Call it a messiah complex gone mad, but my compulsion to save everyone in the world just went feline. Yes, feline.
When you’re in the business of saving people’s lives – ya know, like policemen, firemen, doctors, etc. – it’s easy to develop this complex. You start to think you were made to be a savior. But it’s only a matter of time before you realize that while you may have saved a small town from a burglar or an elderly couple from a burning home or a teenage boy from a gunshot wound, you can’t do much about saving their soul.
So that’s why you consider becoming a counselor or therapist or maybe even a pastor. Maybe then you can help save something deeper than nice hair, chiseled abs, or dentured smiles. But you soon discover the blurry line between helping people and trying to play “God” in their life. Even I wouldn’t want to assume the role of playing God.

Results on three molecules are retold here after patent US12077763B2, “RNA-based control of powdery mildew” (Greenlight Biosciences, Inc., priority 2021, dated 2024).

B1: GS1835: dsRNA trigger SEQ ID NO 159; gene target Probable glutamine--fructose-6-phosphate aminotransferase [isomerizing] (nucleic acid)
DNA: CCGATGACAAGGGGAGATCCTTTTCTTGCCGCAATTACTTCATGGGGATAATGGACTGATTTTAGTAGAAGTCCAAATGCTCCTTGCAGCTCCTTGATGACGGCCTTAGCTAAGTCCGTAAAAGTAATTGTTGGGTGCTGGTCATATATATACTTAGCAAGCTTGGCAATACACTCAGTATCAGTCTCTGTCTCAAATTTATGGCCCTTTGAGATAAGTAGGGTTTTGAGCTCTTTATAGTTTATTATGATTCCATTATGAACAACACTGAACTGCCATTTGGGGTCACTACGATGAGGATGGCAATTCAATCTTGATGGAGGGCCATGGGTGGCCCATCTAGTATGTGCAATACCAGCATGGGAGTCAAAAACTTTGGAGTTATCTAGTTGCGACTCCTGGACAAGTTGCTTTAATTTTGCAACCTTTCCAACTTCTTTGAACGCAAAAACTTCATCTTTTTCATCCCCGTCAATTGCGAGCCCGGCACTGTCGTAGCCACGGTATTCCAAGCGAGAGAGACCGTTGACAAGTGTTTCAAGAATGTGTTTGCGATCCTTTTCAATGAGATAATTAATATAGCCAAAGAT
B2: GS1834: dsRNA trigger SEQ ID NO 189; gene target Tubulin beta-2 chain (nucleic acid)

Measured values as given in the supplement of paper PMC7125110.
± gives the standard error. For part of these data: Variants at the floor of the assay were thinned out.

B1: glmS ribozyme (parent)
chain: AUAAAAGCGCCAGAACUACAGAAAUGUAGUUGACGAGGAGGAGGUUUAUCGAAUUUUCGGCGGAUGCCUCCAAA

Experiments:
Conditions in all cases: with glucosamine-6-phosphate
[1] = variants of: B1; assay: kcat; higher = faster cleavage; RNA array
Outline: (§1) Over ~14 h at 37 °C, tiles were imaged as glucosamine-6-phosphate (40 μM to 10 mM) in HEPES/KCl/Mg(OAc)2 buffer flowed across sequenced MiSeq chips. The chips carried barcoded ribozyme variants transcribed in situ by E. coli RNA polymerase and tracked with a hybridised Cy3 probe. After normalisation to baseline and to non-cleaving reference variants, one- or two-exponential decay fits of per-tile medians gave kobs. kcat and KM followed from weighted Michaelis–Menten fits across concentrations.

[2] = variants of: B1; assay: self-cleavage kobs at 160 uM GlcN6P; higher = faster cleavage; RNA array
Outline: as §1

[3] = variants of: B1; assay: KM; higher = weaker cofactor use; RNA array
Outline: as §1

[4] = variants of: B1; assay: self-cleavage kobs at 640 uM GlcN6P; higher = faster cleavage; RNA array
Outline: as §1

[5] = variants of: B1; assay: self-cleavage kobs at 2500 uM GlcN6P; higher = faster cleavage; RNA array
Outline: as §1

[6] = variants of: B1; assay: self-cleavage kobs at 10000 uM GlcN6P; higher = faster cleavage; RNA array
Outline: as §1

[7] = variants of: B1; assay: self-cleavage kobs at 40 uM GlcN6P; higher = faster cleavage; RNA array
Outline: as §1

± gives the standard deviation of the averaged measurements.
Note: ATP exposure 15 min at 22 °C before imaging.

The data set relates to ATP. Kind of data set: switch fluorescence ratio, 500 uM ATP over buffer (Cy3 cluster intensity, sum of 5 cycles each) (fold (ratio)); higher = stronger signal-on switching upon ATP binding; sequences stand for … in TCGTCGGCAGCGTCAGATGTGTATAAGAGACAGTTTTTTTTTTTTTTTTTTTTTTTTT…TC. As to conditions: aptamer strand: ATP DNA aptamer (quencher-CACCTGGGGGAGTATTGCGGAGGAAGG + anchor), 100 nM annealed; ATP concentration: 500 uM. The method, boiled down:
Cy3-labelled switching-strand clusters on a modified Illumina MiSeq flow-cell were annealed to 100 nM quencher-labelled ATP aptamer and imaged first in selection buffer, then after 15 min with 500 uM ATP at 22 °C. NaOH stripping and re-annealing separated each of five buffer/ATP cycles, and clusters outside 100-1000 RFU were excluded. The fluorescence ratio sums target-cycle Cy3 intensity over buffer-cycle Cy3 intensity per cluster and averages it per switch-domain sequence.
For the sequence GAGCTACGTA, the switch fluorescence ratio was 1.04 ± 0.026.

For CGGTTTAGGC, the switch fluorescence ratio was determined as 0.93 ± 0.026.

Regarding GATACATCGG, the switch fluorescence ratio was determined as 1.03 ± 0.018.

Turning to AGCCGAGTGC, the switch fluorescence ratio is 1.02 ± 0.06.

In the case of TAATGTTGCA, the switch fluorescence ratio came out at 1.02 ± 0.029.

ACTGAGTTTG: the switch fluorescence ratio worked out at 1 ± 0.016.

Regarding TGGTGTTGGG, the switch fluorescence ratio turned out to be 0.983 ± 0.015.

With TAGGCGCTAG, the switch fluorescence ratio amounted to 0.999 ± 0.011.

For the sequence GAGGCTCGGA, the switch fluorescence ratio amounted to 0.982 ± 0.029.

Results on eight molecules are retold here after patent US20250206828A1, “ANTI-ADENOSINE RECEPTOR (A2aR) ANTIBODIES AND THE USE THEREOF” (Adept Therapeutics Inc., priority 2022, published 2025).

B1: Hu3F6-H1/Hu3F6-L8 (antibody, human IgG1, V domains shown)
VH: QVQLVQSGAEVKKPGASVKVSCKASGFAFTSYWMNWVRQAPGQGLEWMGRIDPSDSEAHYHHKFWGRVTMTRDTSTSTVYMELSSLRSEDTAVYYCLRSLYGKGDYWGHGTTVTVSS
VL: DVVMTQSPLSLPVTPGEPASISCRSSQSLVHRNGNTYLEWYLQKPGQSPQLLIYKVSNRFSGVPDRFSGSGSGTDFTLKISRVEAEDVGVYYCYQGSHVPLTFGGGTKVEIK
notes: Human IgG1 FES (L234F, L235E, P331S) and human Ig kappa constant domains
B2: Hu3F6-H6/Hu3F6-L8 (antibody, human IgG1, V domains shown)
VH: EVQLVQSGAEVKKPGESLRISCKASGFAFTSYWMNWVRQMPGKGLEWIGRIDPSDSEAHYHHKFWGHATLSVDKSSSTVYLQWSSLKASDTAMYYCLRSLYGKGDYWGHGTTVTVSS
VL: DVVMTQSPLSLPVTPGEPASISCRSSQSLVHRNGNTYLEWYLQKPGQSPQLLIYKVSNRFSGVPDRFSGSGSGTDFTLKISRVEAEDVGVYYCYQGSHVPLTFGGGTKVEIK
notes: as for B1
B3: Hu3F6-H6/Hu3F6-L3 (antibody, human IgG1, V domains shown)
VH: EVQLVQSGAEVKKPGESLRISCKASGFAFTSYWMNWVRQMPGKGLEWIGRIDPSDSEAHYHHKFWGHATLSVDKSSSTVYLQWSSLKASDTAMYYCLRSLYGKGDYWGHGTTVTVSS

No. I want to save people in a more unique way than someone in civil service – and yet more tangibly than someone in the clergy.
That’s when it hit me. I needed to become a real-life super hero.
Yeah. I know they don’t really exist. But I’m rich. I’m creative. I’m a little crazy. A little melancholy. A little adventurous.
I’m the Blue Cheetah.